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Southport Reporter®

Edition No. 179

Date:- 11 December 2004

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Top award for young movie makers

FIGHTING off 800 film makers, the young Liverpool film makers Croxteth Community Comprehensive have won a top international award for their Jimmy McGovern-inspired movie.

They received top honours at the prestigious Chicago International Children's Film Festival for Escalating, a silent slapstick comedy. The film was named Best Child Produced Film. 

Mentored by award-winning writer Jimmy McGovern, twelve students aged 14 and 15, wrote, directed and filmed their masterpiece in Liverpool.

The film follows a young man's rocky adventure along the path of true love.

Jimmy McGovern said:- "I'm absolutely delighted and I'm proud to have been associated with the pupils. But I have to say that I'm not surprised. 
They worked really hard and their win is testimony to their creativity. It's amazing to think that they won first prize out of a shortlist of over 200 other films - some of them written and directed by professionals.   This was their first time out. It's stunning really. I can't imagine winning an award like this at their age. It's a great sign of the potential for future writing and film making in Liverpool." 
The Lord Mayor hosted a special reception for the students and Jimmy McGovern at Liverpool Town Hall on Friday 10 December.  Lord Mayor, Councillor Frank Roderick, said:- "These students are ambassadors for the city. 

It is a remarkable achievement to win such a prestigious prize. It's wonderful to think these youngsters were inspired by homegrown talent and it goes to show how much talent and creativity there is on offer in Liverpool."

At Friday's ceremony, Councillor Roderick re-present the Chicago Film Festival Globe to the students.

The film was made as part of Liverpool's Writing on the Wall Festival, a UK Film Council initiative to inspire creativity in young people. Mike Morris from the festival said:- "We were impressed by the quality of the films produced, and very proud Escalating went on to win this top award. 
Young people's talent is one of the reasons why Liverpool is Capital of Culture 2008. They need Festivals such as ours, to give them a platform to display their talents. We hope that the film, and the young people who created it, will go on to future success."

Following the student's success in Chicago, the film will be shown at Toronto's young film makers festival 'Sprockets' in April, at Australia's Children's Film Festival in June and also the Massachusetts 'Kids Best Fest' next year.

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BUS operator Arriva has conducted some new research that has shown people in the northwest are the most unoriginal in the country when it comes down to buying Christmas presents.

The survey was primarily conducted to find out more about the shopping habits of bus users during the busy Christmas period.

The ladies fare the worst on the surprise gift front, with almost 75% receiving perfume, chocolates and toiletries every year.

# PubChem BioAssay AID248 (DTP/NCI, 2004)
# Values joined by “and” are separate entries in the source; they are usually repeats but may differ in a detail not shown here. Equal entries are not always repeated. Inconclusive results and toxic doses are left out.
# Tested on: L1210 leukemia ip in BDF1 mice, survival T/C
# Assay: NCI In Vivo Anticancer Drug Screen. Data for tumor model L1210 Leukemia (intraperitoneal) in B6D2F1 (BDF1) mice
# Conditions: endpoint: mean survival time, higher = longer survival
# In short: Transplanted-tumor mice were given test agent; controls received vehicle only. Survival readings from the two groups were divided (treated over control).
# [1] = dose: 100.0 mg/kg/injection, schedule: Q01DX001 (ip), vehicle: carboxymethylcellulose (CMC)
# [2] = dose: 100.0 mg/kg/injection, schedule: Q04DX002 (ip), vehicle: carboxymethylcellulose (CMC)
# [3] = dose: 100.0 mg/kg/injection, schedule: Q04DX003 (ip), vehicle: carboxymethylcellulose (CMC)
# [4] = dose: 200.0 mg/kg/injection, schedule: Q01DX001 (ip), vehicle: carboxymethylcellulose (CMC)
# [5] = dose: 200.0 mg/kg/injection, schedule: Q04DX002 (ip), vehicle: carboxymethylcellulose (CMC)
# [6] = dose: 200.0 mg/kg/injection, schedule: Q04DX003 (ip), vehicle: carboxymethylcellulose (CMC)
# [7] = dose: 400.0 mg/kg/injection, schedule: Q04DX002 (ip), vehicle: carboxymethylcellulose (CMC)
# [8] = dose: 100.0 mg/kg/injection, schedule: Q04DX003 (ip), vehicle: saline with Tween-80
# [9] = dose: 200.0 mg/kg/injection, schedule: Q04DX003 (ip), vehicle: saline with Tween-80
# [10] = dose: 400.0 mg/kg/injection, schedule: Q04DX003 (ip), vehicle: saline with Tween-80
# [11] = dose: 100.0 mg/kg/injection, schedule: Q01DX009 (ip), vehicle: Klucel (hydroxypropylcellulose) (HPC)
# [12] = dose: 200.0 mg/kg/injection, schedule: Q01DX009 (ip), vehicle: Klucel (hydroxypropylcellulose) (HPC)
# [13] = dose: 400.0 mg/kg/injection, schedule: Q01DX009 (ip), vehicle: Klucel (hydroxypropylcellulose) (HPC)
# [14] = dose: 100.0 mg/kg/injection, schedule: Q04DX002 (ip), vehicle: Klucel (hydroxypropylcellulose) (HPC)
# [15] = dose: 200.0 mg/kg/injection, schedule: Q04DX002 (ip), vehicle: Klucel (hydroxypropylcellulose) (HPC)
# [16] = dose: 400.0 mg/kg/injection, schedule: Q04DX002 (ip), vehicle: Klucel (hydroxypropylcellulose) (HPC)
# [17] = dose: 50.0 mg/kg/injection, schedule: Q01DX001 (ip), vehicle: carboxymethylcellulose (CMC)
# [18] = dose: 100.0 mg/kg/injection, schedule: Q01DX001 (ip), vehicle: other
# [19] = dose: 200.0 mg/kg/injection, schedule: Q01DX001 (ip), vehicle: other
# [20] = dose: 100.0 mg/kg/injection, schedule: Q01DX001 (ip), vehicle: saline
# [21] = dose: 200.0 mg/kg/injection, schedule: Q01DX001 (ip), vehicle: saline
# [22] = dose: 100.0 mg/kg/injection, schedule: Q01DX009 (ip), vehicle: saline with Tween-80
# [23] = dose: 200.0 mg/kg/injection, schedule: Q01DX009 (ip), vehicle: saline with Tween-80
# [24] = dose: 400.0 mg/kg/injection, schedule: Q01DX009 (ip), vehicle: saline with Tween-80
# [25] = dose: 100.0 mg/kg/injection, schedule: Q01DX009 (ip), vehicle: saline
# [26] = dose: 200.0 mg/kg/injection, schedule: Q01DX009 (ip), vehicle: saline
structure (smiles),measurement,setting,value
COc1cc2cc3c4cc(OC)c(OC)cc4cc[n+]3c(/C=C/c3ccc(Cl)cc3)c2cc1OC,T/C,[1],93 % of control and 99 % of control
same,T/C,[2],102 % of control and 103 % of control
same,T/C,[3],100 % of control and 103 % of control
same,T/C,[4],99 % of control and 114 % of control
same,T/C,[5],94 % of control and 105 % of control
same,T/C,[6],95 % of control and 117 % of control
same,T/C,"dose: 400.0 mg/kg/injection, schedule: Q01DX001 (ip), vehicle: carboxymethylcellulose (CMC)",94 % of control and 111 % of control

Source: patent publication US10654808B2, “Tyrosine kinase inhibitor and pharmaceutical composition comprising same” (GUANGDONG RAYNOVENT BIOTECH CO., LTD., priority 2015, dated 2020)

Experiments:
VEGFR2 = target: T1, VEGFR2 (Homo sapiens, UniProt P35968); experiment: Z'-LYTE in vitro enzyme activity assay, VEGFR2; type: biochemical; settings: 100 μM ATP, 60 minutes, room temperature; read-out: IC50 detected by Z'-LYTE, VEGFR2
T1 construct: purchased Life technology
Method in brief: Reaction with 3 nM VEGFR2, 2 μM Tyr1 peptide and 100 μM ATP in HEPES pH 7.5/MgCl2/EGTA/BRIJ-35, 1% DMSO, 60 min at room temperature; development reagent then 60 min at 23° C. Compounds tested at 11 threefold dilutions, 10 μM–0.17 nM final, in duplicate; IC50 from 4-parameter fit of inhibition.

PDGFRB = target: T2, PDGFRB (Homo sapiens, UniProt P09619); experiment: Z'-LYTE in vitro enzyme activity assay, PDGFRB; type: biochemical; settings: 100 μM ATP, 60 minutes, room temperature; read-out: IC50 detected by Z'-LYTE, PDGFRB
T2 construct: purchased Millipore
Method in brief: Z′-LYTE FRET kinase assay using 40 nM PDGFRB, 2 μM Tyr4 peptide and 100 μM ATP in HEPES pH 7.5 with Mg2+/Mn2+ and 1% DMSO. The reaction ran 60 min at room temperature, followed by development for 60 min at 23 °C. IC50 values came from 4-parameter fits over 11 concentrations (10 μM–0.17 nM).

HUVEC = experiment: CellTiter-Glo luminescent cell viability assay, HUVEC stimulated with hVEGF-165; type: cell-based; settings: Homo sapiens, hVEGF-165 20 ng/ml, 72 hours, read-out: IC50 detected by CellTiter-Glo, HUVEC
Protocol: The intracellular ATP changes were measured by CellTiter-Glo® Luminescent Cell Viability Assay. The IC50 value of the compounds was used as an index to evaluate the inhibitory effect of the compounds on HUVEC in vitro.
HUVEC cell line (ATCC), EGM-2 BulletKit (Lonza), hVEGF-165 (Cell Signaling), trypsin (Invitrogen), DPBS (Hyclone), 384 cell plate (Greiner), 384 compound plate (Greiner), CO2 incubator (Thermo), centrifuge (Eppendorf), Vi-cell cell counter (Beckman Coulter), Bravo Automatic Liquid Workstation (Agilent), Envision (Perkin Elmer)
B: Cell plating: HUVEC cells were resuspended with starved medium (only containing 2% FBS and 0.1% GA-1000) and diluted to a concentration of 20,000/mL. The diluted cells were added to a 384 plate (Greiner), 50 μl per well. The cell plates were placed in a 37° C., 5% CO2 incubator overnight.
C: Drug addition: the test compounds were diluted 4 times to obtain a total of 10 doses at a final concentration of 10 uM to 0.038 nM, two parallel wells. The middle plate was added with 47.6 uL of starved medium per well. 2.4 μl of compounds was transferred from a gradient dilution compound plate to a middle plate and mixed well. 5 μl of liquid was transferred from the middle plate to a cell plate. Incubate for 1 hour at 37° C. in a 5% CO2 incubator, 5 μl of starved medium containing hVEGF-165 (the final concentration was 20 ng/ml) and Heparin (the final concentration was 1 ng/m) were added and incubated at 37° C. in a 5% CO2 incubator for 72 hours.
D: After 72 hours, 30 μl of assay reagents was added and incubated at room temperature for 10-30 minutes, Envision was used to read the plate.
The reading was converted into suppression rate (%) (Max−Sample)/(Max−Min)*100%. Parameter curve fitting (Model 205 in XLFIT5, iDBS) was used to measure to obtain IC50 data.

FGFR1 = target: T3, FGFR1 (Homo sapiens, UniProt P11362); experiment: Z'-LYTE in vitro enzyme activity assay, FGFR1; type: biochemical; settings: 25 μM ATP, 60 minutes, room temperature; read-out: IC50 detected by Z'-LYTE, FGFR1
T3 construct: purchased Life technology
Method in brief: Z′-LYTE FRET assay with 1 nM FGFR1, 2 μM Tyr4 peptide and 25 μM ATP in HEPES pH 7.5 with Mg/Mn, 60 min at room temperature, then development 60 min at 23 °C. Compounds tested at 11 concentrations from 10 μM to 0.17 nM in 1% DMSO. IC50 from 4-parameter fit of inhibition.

50% of men typically get given the old faithful of presents, socks and aftershave on Christmas day.

Derek Bowes, commercial manager of Arriva North West and Wales, said:- "Although we might be the most unoriginal when it comes to purchasing gifts, at least we haven't been labelled with buying the most unromantic presents. That falls to our friends in the midlands who are guilty of giving irons to their loved ones."

The men of Wales are the most likely to buy sexy underwear and to whisk their partners away on a weekend break, proving that romance really isn't dead. 

You could be realy origional and get your loved one a bus ticket!


THE Queen has honoured disabled polar explorer Michael McGrath, and Cyclone Mobility & Fitness the company that supported him say they are delighted. McGrath is the first disabled person in the world to have reached both poles.

McGrath, a top motivational speaker, charity fundraiser and 'Good will ambassador' for the Wirral based company, spent 15 days in Antarctica reaching the South Pole on the 13 January this year. Strapped into the supine position on an adapted sledge, Micheal travelled the last 5km, and the last 350m he walked, assisted by his team, each metre symbolically represented 100,000 people worldwide with muscle disorders, including the debilitating condition, Muscular Dystrophy, which Micheal has.

He commented:- "In exploring human potential, we are intrinsically connected to one other by muscles that bind us together, muscles that give us the power to achieve, muscles that enables us to realise our ambitions. Despite having lost some 65% of my muscle bulk, our aim was to highlight ability, not disability, whilst generating global awareness towards those with Muscular Dystrophy. Even though my condition has deteriorated over the past 2 years, I managed to walk further at the south pole, thanks in part to the continuing help and invaluable support provided by companies like Cyclone Mobility & Fitness." 

Cyclone's managing director, Stuart Dunne said:- "As a disabled man who's supported Micheal for a number of years, I am delighted that he's been honoured for his inspirational contribution to the life of our nation. We're both similar animals in that we refuse to allow our won disabilities to dictate the life choices we make.

I supported Micheal in his amazing 'pole2pole' endeavour because he was a physically disadvantaged person undertaking an unparalleled feat, but also because he wanted to make a bold statement that no task was too great if the desire to complete the journey came from the heart."

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